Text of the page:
The trick with historical novels is to make them equally specific and general. Reading them a long time after the events they depict have transpired, one should ideally feel the same sense of urgency of history being lived and written, as well as comprehending the socio-political context of their creation. This is no small feat.

Some historical novels go beyond even this; they become cultural and historic touchstones that, presciently, seem to predict or comment upon courses of events beyond thei...more
In Spider's House, Paul Bowles leaves behind the moral lessons of meddling American's and decides to focus, truly, on the events of Morocco. Set during their revolution against the French, the story follows two strands, that of an illiterate but intelligent native boy and that of an American novelist (and his cohorts, at differing times) living in the country for the last five years.

The book is at its strongest when telling from the perspective of the Moroccan boy. He is interesting and unique,...more
Jasmine Star
As much as I hate to admit it, many of the observations made about culture and the perception of foreigners really opened my eyes. My favourite anecdote is when one of the Moroccan characters sees a woman, and the way he takes her in. He notices her hair is uncovered, the jewellery she wears, but mainly how brazen she is, how flamboyant her gestures are, and how loud her speech is. Initially he says, “She must be a prostitute of the lowest sort, because even decent prostitutes display some sense...more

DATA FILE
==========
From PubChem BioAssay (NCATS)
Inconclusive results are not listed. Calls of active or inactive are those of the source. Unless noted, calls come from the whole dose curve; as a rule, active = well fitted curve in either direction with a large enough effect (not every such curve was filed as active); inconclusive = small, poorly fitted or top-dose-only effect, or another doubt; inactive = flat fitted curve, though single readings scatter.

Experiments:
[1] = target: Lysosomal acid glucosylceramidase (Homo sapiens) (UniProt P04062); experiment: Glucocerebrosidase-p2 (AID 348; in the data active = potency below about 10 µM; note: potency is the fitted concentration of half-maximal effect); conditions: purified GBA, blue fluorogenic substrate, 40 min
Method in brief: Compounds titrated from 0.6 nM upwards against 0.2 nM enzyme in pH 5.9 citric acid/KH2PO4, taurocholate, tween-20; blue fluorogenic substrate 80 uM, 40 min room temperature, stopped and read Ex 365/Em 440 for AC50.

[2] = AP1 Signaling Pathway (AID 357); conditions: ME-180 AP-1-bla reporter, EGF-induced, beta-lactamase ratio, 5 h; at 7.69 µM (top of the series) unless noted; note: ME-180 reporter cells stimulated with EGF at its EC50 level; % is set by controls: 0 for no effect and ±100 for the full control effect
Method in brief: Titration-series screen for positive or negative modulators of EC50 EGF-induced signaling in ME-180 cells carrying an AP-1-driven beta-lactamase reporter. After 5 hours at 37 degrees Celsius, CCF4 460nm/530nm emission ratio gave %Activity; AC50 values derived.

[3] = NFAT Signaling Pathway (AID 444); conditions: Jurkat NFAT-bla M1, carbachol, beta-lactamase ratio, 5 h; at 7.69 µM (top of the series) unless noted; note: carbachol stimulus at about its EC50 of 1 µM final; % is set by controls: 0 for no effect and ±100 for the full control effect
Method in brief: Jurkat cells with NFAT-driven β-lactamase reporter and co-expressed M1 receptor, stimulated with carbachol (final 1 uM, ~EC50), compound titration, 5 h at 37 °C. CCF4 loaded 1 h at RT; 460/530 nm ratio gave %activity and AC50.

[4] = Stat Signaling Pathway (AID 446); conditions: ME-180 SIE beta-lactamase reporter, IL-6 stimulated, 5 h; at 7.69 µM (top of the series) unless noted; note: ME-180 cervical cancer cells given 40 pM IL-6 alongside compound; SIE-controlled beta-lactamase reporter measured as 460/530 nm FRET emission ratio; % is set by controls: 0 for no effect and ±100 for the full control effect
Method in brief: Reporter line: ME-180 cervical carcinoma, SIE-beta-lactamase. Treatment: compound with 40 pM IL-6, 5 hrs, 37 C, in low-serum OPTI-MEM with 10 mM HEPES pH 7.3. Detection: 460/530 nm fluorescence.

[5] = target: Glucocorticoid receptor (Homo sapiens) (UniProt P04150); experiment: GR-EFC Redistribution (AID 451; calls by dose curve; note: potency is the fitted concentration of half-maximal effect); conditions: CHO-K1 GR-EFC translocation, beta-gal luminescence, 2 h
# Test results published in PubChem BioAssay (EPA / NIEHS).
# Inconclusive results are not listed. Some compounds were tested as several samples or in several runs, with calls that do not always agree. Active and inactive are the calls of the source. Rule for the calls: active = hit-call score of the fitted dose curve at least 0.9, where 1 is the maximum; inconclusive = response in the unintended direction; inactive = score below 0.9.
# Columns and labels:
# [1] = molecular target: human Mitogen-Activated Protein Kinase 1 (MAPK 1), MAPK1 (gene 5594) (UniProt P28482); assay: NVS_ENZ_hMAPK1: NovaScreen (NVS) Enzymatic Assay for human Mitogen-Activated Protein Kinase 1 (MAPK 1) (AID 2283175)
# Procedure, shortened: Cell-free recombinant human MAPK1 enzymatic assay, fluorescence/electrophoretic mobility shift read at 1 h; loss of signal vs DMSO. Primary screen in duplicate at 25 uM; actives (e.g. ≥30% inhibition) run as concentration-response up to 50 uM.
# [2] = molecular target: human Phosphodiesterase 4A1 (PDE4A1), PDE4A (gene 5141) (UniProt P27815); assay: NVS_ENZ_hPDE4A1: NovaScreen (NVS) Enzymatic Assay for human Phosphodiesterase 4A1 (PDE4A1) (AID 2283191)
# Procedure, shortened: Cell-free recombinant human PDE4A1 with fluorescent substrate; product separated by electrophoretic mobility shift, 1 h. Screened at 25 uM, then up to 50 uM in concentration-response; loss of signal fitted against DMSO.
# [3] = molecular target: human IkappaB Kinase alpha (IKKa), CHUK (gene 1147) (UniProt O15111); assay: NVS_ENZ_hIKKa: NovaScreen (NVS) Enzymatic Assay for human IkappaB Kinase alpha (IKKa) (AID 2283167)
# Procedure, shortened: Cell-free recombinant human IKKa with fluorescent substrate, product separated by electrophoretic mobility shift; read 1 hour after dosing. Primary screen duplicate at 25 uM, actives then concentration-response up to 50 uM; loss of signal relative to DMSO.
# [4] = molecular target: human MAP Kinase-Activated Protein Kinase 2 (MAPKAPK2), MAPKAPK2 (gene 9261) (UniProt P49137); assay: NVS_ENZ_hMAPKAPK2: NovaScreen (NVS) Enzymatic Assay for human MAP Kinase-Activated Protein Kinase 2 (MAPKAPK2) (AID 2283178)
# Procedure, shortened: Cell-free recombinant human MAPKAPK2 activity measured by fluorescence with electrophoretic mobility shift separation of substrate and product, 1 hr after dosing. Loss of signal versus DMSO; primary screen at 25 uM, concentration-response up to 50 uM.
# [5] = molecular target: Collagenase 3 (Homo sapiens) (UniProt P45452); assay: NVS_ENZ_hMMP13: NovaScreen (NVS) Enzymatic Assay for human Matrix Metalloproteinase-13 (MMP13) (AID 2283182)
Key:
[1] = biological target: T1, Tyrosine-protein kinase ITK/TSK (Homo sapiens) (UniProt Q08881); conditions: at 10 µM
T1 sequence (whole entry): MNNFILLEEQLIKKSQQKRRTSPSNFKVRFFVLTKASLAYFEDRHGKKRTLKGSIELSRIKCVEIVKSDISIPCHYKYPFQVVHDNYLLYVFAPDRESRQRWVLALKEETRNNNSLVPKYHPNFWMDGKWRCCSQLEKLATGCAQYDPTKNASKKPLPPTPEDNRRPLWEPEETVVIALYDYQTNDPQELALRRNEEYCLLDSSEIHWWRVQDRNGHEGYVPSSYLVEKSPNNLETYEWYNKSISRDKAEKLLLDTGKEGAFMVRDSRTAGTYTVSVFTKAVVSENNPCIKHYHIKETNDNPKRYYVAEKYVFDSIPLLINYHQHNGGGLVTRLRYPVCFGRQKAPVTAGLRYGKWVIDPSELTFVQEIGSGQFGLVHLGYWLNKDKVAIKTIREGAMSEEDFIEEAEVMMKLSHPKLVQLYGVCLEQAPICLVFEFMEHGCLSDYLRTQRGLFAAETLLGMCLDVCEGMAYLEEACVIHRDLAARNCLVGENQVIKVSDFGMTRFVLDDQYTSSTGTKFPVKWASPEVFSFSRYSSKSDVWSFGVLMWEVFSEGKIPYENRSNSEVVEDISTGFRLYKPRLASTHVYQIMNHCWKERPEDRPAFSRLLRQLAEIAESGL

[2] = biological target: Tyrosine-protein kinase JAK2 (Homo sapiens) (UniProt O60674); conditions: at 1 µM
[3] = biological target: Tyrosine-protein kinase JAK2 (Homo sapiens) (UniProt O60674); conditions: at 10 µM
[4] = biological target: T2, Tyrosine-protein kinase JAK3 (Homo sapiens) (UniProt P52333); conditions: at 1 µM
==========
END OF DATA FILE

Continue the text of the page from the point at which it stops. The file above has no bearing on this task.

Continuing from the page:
David Corvine
This should have been an easy one for me.... I like Paul Bowles and I like Fez. Unfortunately, this book just didn't work for me, overly long and meandering. The relationship between Stenham and Lee Burroughs just doesn't ring true. They don't seem that interested in,or even to like, each other. If this had been written by Graham Greene it would have been two hundred pages shorter and the boy would have ended up dead through some act of betrayal. Bowles seems to have been dragged reluctantly int...more
I've been living in Fez for four days with Amar, Polly (Lee) and John Stenham. What an adventure inside and out of the medina. Paul Bowles artfully weaves Arabic and French words in the story which did bother me at first (much like the first few days traveling in Asia or the Middle East) until i gave into it and caught on. War between the French and Moroccans wasn't the only battle going on. It was a battle of the sexes when Lee and Stenman got together. It was also a battle between pure Islam a...more